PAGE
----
Oh, I almost forgot to tell you. I don’t hurt anymore. The cancer is all gone. I’m glad because I couldn’t stand that pain anymore and God couldn’t stand to see me hurt so much, either. That’s when He sent The Angel of Mercy to come get me. The Angel said I was a Special Delivery! How about that?
Signed with Love from: God, Jesus & Me.”
You may have heard the WW II story of the Four Chaplains. It’s one of those true and inspiring stories that should be told in every U. S. history class but isn’t.
On February 3, 1943, the Army transport ship, Dorchester, was torpedoed by a German U-boat while crossing the icy North Atlantic in a convoy. Of the 902 soldiers, merchant seamen, and civilian workers aboard, only 230 were rescued. The fact that even that many survived is in part because of the level heads and steady hands of Lt. George Fox, Lt. Alexander Goode, Lt. Clark Poling, and Lt. John Washington.
As Dorchester slid beneath the waves, the four army Chaplains calmed frightened men and led as many as they could to safety. When they ran out of life jackets, they gave away their own. Those swimming in the water and floating on rafts never forgot their last glimpse of the Chaplains: all four – Methodist minister, Jewish rabbi, Reformed Church in America reverend, and Roman Catholic priest – were linked arm in arm, praying and singing hymns as they went down with the ship.
In a way they have achieved immortality. For a nation at war, the Chaplains’ triumph in the face of tragedy became an enduring example of faith, courage, selflessness, and sacrificial love. In 1988, Congress designated February 3 “Four Chaplains Day.” May we remain faithful to the spirit of the Four Chaplains who, having learned to live and serve together, in death were not divided.
On February 4, take time to remember the legacy of the Four Chaplains, and remember those among us who strive to meet the spiritual needs of this nation’s military, veterans, and their families. In a challenging time, they are willing and able to remind us all of our dependence on God, if we’ll hear them.
Year after year, an old farmer planted and plowed around a large rock in his field. His experience with rocks over time led him to believe it would be a most difficult obstacle to remove. Even after breaking several plowshares and a cultivator against the stone, he continued to work around it. He grew rather accustomed to this enemy in the field.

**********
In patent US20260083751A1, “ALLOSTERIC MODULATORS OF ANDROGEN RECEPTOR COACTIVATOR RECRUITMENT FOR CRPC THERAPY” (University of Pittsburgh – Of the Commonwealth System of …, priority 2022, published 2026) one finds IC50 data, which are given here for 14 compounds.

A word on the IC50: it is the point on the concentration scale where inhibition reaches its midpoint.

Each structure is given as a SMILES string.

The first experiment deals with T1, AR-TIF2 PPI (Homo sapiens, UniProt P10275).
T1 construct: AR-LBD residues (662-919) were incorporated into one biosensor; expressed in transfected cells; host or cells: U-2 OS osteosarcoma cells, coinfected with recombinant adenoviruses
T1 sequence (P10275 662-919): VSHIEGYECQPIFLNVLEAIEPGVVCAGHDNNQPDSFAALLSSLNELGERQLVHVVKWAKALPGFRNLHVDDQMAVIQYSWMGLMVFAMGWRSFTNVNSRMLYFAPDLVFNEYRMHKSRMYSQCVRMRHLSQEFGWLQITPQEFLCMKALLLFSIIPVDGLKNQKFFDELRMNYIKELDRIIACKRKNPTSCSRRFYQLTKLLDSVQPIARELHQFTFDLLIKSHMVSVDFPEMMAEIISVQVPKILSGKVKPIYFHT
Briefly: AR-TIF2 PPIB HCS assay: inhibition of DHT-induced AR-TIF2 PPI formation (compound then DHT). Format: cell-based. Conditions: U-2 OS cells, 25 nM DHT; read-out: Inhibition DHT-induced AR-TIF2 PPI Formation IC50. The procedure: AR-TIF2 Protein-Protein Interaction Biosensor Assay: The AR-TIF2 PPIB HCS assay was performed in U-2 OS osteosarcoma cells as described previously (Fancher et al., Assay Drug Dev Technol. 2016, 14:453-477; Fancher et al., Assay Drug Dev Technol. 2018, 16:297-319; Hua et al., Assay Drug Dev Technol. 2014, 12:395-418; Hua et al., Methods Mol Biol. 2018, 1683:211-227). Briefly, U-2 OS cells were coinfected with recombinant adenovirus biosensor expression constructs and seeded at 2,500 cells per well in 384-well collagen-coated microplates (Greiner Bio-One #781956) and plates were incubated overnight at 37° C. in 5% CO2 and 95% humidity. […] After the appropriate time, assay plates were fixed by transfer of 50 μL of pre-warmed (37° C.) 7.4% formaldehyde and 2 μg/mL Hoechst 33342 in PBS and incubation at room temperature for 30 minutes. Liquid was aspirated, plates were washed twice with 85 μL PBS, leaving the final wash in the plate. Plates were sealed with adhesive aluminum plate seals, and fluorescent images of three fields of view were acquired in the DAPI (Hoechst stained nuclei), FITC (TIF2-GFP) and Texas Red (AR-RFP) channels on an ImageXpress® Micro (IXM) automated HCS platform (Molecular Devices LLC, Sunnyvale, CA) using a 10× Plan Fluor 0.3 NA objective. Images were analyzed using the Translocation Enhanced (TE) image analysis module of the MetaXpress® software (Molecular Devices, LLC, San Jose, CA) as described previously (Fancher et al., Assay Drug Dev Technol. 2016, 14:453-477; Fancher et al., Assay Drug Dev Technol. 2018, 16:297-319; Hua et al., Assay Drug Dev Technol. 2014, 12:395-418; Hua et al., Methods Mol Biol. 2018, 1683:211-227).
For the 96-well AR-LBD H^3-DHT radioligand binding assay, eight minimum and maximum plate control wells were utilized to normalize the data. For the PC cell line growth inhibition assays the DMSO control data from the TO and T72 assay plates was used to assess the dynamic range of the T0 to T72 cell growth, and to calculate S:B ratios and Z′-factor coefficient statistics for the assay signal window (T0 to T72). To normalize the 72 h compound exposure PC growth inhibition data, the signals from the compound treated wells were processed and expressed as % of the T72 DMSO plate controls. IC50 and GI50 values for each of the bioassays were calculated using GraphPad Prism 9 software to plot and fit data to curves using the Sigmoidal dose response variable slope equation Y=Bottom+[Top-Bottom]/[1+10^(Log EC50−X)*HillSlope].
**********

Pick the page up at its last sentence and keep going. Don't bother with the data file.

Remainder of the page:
One day after losing yet another plowshare to the rock, he remembered all the problems it had caused him through the years. That’s when he finally decided to take action. Putting a crowbar under the stone, he discovered to his surprise that the “foreboding rock” was only a few inches thick and could easily be broken up with a sledgehammer.
Hauling the broken pieces away, he smiled sadly as he reflected on all the trouble this rock had given him and how he could have gotten rid of it years ago. His life’s labor was much easier once the rock was removed.
Like the farmer in the story, when we have stones of frustration rearing their ugly heads in our day-to-day lives, and we start to give in to anger, pride, hurt and revenge, may we use the crowbar of our courage to wedge underneath our debilitating weaknesses to remember to face our own faults and to look past grudges.
We know that the solutions are not normally very easy to determine, and it can be more difficult to remove those rocks when we have let them become embedded. However, it is equally frustrating and difficult to only work around them. Our lives can be much easier and have much more joy and happiness, when we purge our souls of all these destructive stones to which we tend to cling.
So, start this year with a new sense of strength to overcome the obstacles that may get in our path and create the life of peace and joy we desire.
I hope that this story will help you to “mount up as on eagle’s wings” and renew a little of your strength to keep moving forward and find joy (Isaiah 40:31).